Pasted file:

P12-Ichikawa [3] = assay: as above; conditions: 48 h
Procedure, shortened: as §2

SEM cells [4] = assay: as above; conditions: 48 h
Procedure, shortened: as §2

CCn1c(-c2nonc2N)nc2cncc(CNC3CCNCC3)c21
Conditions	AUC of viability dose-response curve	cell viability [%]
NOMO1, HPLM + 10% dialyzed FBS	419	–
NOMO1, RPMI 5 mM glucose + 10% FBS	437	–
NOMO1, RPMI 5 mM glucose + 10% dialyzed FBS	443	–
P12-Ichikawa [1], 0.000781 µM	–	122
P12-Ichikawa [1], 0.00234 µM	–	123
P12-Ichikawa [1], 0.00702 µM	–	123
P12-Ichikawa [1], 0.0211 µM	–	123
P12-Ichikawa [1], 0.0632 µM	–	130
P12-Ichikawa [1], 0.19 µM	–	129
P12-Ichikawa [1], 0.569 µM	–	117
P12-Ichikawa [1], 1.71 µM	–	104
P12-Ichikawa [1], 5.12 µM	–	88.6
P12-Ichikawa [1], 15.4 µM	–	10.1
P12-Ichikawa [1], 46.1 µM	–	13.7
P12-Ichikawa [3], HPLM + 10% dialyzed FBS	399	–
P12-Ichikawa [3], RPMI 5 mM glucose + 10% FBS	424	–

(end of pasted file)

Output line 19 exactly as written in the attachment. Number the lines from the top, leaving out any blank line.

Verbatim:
P12-Ichikawa [1], 15.4 µM	–	10.1